I suppose pretty much everything that needs to be said about this month’s controversial Time magazine cover (featuring a young mom breastfeeding her almost-4-year-old while he's standing on a stool next to her) has been said, written, blogged, posted and tweeted. Sadly, much of the conversation -- even on Catholic blogs and sites -- has been less than charitable. I will try to be more so in my comments about the cover for a story on attachment parenting.
First, the disclaimers: I did not breastfeed my children. Some adoptive mothers do, but I did not choose to. That said, my husband and I did follow a number of so-called “attachment parenting” practices (co-sleeping, “wearing” children in carriers, etc.), in part because experts highly recommend them for adopted children, many of whom do not develop strong attachments in their early months. Some of our decisions put us in the “extreme” camp.
I’m sure there are those who judge how we parent our children, though most people are too polite to say so. (Not so with anonymous online commenters!) Still, I have been spared the wrath that the mom on the Time cover, Jamie Lynne Grumet, has received this past week. The difference: My attachment parenting doesn’t involve my breasts.
Curiously, people were not that upset about co-sleeping or baby-wearing. It was the breast. Although our culture sees breasts primarily as sexual, it is clear God made them to feed our children. We are mammals, after all. And despite this culture’s squeamishness with breastfeeding after children acquire teeth, the World Health Organization recommends breastfeeding “for up to 2 years or more.”
Commentaries and comments on a number of Catholic blogs were decidedly negative, if not sanctimonious. One commenter said Grumet “believes God gave her breasts to ‘flash’ ... which means she willingly chose to use her child in a photograph she knew would be titillating.” Others said the mother was too young and sexy, or that the way they both looked at the camera was “mocking.”
More than a few religious commentators recognized that pose (at least the looking at the camera part) from religious iconography. In an article about the shooting of the cover, photographer Martin Schoeller admits he used religious images of the Madonna and Child as a reference.
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Two others observations about the Breastfeeding Cover Brouhaha, one about the practice of photojournalism; the other about mothering.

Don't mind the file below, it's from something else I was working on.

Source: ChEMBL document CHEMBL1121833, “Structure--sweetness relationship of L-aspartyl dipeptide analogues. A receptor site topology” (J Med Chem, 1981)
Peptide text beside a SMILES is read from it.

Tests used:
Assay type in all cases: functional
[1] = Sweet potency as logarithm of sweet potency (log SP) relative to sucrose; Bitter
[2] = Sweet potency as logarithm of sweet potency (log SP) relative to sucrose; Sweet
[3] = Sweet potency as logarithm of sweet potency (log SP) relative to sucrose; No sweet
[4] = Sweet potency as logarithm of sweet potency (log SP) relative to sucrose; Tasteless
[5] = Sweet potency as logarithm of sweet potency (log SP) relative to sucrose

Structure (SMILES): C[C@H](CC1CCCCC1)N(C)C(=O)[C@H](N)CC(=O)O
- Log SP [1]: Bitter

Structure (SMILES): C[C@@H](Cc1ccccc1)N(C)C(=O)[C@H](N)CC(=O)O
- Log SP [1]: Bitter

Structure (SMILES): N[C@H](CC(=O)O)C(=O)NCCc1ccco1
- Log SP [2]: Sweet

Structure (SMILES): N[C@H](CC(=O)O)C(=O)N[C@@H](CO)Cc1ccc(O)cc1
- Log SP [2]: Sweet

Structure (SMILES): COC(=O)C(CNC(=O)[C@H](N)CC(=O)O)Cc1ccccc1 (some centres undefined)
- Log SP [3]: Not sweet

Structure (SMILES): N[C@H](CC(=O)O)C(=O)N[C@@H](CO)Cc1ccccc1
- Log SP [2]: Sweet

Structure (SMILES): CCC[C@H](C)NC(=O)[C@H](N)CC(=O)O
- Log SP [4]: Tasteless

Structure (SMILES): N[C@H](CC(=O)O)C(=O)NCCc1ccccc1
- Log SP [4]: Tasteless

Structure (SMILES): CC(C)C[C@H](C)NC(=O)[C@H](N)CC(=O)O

Even many supporters of extended breastfeeding deemed the cover photo offensive because it did not illustrate typical toddler breastfeeding (ie, cuddling with the child in the privacy of one’s home, etc.). Uh, yeah. For a story that asks whether some mothers are taking the advice of Dr. William Sears (the attachment parenting guru, the focus of the Time article and a Catholic, btw) too far, a photo of someone who is “atypical” would be appropriate. As the photographer explains, “I liked the idea of having the kids standing up to underline the point that this was an uncommon situation.”
And the cover photo was not meant to be an “environmental portrait,” in the lingo of photojournalists -- that is, one in which the subject is in his/her “natural” environment -- but rather a “concept shot” that communicates a message, rather than merely depicts reality. Time’s story and photo were successful -- they got people talking about the magazine and about the content of the story. And if they sold a few magazines, as some commenters suggested was the publication’s somehow nefarious motive, is that so wrong?
Finally, the provocative title that accompanied the photo, “Are you mom enough?”, certainly did provoke readers into getting defensive -- and going on the offensive. And most everyone took the bait. I was happy to get a Facebook link to the article from a mom who said she refused to join the “mommy wars.” You know, when moms who work outside the home fire ammunition at stay-at-home moms and vice versa (as in last month’s Hilary Rosen/Ann Romney tiff), or moms criticize other moms for breastfeeding, or not breastfeeding, or breastfeeding too long, or not long enough. Or not disciplining enough, or too much, or homeschooling, or not, or using cloth diapers, or not, or ... you get the picture.
In high school, the girls who were always judging and talking about other girls were usually the most insecure. I’m afraid that’s true of so many grown-up women (and men) too. Are we really that unsure of our own choices that we need to blast anyone who chooses to parent differently? Or have we decided to become the judge and jury for everyone and everything, just because, thanks to the Internet, we can? I seem to remember someone saying, “Do not judge, so that you may not be judged.” (Matthew 7:1). Let the perfect mother cast the first stone.
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